US6757217B2 (en) *  20010831  20040629  Exxonmobil Upstream Research Company  Method for timealigning multiple offset seismic data volumes 
US20040136269A1 (en) *  20030115  20040715  Mackay Scott W.  Offset transformation to zero dip that preserves angle of incidence 
US6920084B2 (en) *  20030115  20050719  Western Geco, L.L.C.  Offset transformation to zero dip that preserves angle of incidence 
US6757216B1 (en) *  20030515  20040629  Exxonmobil Upstream Research Company  Method for post processing compensation of amplitude for misaligned and misstacked offset seismic data 
US20070021951A1 (en) *  20030723  20070125  Lee Seislink Wook B  3D velocity modeling, with calibration and trend fitting using geostatistical techniques, particularly advantageous for curved for curvedray prestack time migration and for such migration followed by prestack depth migration 
US7493241B2 (en)  20030723  20090217  Lee Wook B  3D velocity modeling, with calibration and trend fitting using geostatistical techniques, particularly advantageous for curved for curvedray prestack time migration and for such migration followed by prestack depth migration 
US20060185929A1 (en) *  20050222  20060824  Paradigm Geophysical Ltd.  Multiple suppression in angle domain time and depth migration 
US7584056B2 (en) *  20050222  20090901  Paradigm Geophysical Ltd.  Multiple suppression in angle domain time and depth migration 
US20070291588A1 (en) *  20060602  20071220  Banik Niranjan C  Subsalt Velocity Model Building 
US7586811B2 (en)  20060602  20090908  Westerngeco L.L.C.  Subsalt velocity model building 
US20090290451A1 (en) *  20060602  20091126  Banik Niranjan C  Subsalt velocity model building 
US9417350B2 (en)  20060602  20160816  Westerngeco, L.L.C.  Subsalt velocity model building 
US20110199860A1 (en) *  20081217  20110818  Houck Richard T  Method For Imaging of Targeted Reflectors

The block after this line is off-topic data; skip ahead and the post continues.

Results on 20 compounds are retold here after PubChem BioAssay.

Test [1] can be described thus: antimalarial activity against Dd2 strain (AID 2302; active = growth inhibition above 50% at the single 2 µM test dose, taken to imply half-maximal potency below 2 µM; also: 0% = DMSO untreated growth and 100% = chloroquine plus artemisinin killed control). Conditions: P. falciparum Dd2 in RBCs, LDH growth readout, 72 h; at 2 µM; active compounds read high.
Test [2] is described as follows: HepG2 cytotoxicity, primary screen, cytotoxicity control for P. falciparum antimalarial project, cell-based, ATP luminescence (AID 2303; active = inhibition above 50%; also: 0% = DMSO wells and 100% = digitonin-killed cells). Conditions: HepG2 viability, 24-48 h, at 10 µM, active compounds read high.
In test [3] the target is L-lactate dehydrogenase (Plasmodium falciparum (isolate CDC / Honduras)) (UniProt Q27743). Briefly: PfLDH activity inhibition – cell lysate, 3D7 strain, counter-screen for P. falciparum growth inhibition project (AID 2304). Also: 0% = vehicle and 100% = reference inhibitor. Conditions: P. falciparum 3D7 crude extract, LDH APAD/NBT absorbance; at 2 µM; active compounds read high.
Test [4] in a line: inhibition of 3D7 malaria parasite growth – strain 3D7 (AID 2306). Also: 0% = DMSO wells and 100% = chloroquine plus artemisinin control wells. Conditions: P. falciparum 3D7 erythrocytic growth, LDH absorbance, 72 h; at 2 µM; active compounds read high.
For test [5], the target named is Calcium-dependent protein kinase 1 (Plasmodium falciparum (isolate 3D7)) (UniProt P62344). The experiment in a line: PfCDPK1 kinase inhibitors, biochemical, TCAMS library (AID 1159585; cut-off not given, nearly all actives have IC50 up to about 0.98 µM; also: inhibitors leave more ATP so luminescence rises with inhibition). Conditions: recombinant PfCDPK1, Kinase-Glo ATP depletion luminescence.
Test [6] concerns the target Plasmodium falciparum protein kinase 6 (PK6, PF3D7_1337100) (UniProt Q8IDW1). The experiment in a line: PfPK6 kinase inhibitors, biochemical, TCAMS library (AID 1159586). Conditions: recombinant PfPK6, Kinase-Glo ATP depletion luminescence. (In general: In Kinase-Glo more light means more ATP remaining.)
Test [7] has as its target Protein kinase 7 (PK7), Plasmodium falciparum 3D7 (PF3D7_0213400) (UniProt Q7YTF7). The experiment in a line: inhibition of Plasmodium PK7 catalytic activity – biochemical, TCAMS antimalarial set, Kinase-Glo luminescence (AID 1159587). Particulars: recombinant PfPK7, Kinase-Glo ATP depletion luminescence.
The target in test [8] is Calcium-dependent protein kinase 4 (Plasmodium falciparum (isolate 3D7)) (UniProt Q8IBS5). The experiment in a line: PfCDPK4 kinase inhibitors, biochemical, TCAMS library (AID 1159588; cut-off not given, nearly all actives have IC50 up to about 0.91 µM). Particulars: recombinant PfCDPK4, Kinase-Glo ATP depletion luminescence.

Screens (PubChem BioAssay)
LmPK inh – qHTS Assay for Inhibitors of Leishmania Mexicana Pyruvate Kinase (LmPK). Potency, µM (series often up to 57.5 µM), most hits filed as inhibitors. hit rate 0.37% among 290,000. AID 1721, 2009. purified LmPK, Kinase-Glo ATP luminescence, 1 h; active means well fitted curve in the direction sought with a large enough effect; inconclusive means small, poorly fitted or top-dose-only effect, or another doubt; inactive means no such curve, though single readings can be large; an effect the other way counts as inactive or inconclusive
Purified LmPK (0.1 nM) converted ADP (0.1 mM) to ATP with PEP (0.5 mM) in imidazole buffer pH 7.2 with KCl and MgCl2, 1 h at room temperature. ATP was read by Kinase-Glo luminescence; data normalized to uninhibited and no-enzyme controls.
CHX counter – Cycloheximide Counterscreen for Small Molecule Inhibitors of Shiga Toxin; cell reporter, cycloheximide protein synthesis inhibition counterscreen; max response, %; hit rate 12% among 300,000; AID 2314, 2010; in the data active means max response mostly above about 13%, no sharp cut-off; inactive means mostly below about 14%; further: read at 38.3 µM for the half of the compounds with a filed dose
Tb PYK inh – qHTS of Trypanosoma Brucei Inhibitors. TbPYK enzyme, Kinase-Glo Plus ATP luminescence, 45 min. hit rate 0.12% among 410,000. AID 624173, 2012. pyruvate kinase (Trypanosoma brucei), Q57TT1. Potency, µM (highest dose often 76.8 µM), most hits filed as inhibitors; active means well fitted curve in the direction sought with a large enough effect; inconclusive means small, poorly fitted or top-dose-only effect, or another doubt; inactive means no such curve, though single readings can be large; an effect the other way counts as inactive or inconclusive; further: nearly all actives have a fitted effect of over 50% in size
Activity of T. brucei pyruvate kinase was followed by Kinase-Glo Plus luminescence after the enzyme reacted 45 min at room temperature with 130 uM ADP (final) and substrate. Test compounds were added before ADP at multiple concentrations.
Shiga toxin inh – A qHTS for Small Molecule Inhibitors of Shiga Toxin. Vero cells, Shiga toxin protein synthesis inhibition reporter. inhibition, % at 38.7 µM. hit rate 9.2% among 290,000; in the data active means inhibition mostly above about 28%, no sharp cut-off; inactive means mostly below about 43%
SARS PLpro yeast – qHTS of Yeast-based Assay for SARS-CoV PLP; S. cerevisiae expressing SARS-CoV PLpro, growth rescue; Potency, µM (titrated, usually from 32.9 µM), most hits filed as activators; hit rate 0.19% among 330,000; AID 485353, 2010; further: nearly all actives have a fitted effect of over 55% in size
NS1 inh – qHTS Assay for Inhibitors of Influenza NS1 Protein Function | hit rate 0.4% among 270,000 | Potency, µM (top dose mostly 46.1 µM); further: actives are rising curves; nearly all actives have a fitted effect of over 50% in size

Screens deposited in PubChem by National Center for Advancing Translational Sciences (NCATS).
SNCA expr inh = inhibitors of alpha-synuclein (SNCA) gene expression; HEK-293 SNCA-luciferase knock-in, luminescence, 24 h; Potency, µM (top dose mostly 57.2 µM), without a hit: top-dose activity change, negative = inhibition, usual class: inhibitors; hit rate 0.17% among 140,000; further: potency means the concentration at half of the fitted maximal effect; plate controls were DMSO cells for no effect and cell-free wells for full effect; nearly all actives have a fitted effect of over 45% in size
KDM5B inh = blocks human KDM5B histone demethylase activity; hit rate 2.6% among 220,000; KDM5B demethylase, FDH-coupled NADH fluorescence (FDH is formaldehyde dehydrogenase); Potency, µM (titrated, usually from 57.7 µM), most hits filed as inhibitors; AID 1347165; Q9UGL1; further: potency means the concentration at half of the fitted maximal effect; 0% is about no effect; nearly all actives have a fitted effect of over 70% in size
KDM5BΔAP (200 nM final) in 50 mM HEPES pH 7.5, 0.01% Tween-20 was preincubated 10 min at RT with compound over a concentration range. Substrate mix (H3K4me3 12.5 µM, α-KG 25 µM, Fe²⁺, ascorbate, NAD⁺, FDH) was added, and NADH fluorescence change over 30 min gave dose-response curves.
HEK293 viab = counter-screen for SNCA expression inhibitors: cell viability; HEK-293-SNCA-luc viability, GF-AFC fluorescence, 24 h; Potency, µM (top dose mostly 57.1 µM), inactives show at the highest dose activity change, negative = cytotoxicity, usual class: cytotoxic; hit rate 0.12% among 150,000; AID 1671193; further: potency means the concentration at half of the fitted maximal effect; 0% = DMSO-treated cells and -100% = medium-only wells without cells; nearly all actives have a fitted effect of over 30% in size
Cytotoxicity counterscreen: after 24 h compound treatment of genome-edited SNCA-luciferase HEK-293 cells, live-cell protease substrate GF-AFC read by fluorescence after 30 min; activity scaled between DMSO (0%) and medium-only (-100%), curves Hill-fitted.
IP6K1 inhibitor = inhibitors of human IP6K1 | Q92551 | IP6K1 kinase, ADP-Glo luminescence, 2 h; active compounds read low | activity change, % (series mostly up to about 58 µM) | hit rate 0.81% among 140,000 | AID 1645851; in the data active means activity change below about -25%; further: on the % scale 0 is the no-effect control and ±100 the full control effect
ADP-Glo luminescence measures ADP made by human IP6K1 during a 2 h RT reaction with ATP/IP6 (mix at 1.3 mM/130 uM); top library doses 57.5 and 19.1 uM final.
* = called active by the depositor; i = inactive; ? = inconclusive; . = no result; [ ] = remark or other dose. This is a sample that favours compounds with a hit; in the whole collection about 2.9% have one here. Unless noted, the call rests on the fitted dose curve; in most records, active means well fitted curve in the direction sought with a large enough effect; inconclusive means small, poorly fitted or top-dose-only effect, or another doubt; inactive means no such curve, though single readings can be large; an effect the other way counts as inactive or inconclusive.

US8705317B2 (en)  20081217  20140422  Exxonmobil Upstream Research Company  Method for imaging of targeted reflectors 
US8724429B2 (en)  20081217  20140513  Exxonmobil Upstream Research Company  System and method for performing timelapse monitor surverying using sparse monitor data 
AU2009333601B2 (en) *  20081217  20140821  Exxonmobil Upstream Research Company  Method for imaging of targeted reflectors 
US9146329B2 (en)  20081217  20150929  Exxonmobil Upstream Research Company  System and method for reconstruction of timelapse data 
WO2010077567A1 (en) *  20081217  20100708  Exxonmobil Upstream Research Company  Method for imaging of targeted reflectors 
WO2016025030A1 (en) *  20140813  20160218  Chevron U.S.A. Inc.  Systems and methods employing upward beam propagation for targetoriented seismic imaging 
US9921324B2 (en)  20140813  20180320  Chevron U.S.A. Inc.  Systems and methods employing upward beam propagation for targetoriented seismic imaging 
CN105277977A (en) *  20151015  20160127  中国石油天然气集团公司  Method and device for building prestack depth migration velocity field model 
WO2018063156A1 (en) *  20160927  20180405  Halliburton Energy Services, Inc.  Iterative migration velocity optimization for a vsp survey using semblance